“It’s been a crazy year for us. I’d never waitressed before this and on opening day Pat was bartending and looking up recipes for how to make Caesars,” Meghann Deighan says, shaking her head in amazement at what they’d managed. “You have to do so much yourself and then you just hope people come and they like it.”
Parking is on the lawn in the back. Upstairs features four rooms that rent for $89 a night and are used as crash pads for the visiting musicians. The crowd is young, energetic and PEI friendly. At night, the patio lights strung around the venue are about the only visible signs of activity in Mount Stewart and the music pouring out from the windows the only sounds you’re likely to hear. One visit and you’ll probably decide there isn’t much not to like about the Trailside.
GOING FOR GOLD IN CAPE BRETON
Over the Northumberland Strait and across to the southeastern edge of Nova Scotia is another couple who would be kindred spirits to the Deighans. In 1994, Linda Kennedy and her husband, Tom, purchased a massive swath of undeveloped land that once belonged to a fishing company and then went about building their dream of an upscale hospitality business near one of Canada’s finest national parks. They cleared the land themselves and Tom Kennedy, a carpenter, made much of the furniture in Point of View Suites, just outside the gates to Fortress Louisbourg in Cape Breton.
The hotel features one immaculate space where guests will enjoy spending a couple of nights while exploring Louisbourg. The property’s beach house is on an inlet with nothing between you and the Atlantic Ocean but tall grass and a short cliff. The scenery is breathtaking, and so is the interior of the beach house’s main suite, which Tom Kennedy made from pine. As the closest ocean-view property to the gates of historic Fortress Louisbourg, Point of View Suites should be packed throughout summer — especially since rooms start at just $125 a night. American visitors have declined since the recession, however, and like so many others in the travel industry around the world, the Kennedys are searching to fill the void. They’ve done it with an entertaining dinner offering called the Beggar’s Banquet, a nightly $39.95 feast that sees guests dress in period costume while Linda Kennedy turns herself into a gruesome 18th-century bar owner/wench who loosens the mood by flirting with men and dancing to traditional francophone folk songs with anyone who will join her. It’s campy fun that gets many dancing and laughing.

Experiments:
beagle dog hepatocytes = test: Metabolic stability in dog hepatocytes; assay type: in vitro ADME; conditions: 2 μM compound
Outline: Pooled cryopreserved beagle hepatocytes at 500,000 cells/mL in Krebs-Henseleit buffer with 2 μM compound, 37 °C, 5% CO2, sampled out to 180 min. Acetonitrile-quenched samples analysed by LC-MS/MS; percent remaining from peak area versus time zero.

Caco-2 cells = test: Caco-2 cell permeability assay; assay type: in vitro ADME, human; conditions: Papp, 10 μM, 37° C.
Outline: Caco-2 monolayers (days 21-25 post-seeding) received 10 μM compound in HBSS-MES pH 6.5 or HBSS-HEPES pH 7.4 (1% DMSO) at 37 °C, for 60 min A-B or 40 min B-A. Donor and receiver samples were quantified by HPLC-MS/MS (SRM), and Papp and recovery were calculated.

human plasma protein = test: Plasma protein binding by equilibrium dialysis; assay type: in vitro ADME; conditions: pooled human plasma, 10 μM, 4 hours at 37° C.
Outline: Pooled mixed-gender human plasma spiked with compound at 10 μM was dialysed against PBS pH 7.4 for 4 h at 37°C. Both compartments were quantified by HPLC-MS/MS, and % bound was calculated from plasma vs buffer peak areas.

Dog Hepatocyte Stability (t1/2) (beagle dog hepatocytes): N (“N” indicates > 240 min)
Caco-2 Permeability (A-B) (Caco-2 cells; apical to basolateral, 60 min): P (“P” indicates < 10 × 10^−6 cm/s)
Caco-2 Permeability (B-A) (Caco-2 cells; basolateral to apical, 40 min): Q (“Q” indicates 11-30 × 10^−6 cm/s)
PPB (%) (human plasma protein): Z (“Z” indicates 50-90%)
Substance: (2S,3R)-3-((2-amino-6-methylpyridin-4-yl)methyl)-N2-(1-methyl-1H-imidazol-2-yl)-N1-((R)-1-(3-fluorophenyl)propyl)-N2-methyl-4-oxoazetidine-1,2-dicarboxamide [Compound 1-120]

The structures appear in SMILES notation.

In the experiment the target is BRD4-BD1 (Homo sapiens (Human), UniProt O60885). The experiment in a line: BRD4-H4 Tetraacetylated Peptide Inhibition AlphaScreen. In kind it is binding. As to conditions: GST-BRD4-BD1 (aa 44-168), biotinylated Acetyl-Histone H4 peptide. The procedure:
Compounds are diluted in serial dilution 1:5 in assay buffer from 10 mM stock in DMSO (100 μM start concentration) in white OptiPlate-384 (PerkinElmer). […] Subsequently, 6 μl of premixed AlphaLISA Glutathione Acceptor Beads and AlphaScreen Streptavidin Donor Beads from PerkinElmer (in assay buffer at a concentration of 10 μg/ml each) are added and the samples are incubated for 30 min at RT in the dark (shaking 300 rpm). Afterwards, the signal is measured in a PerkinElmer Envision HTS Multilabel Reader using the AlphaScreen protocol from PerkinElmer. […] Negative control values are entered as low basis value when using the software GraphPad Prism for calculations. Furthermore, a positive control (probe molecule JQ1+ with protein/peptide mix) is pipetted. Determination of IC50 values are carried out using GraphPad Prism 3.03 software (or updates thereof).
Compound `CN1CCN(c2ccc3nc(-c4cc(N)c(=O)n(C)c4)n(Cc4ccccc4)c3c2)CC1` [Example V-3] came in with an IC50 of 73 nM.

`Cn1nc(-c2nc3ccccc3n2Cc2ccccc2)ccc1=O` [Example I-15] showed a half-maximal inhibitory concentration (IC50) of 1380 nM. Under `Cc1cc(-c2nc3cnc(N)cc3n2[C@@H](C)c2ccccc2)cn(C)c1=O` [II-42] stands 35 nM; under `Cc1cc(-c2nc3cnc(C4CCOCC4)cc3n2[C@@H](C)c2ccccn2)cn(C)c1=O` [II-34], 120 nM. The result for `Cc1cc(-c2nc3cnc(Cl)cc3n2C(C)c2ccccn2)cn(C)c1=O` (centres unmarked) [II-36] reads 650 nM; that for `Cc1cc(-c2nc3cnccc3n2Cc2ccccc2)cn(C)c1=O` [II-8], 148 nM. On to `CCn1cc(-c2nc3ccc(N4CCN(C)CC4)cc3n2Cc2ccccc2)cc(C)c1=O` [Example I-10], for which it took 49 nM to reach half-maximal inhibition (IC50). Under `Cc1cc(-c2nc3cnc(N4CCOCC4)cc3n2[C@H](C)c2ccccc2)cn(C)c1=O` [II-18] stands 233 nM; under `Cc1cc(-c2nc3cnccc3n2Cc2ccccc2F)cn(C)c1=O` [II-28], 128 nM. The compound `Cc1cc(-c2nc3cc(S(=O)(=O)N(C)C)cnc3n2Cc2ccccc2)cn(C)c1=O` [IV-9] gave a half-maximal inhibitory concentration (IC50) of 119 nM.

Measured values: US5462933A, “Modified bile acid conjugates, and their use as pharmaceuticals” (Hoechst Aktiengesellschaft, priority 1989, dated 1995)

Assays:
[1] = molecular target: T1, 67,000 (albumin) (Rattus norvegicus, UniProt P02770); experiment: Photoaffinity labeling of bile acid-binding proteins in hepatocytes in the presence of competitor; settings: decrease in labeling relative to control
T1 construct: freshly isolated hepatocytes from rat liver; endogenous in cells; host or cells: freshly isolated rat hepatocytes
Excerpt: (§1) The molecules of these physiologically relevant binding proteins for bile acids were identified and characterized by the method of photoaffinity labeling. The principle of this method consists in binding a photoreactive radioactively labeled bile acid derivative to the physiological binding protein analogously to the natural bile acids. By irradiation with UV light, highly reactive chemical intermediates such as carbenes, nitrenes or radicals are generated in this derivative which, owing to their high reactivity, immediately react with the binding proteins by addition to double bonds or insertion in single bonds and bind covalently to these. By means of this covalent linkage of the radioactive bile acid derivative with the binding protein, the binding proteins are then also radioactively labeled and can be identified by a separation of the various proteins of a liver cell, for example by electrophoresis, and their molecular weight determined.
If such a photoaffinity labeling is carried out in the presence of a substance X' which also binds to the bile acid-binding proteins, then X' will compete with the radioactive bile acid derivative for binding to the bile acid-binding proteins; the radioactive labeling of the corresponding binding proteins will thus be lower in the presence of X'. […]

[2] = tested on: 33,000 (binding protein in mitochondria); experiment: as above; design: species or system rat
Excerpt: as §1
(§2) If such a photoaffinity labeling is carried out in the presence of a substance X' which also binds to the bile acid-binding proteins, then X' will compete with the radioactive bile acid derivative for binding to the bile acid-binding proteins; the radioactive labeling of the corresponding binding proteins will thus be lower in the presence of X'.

“People always say to look at what you’ve accomplished, but we haven’t even begun to do what we want with this property,” says Linda Kennedy, who grew up in Louisbourg and was a member of one of the families whose land was expropriated for the building of the national park in the 1960s (depending on which recordkeeper you cite, there were up to 81 families moved off the land). “As hard as it is sometimes to run this business, I am living my dream. Tom and I have put everything we’ve got into this property.”
And she wasn’t just talking about financially. In the same way the Trailside Café has begun to take on the personality of the Deighans, Point of View Suites is imbued with the Kennedys’ sense of pride and their friendliness. It’s also got plenty of fine points that make it a winning destination to put on your list. The Deighans and Kennedys show that victories in life can come in all forms, and every so often, it’s good for the media to shine the spotlight on the places and the pursuits that don’t usually get Olympic-style attention.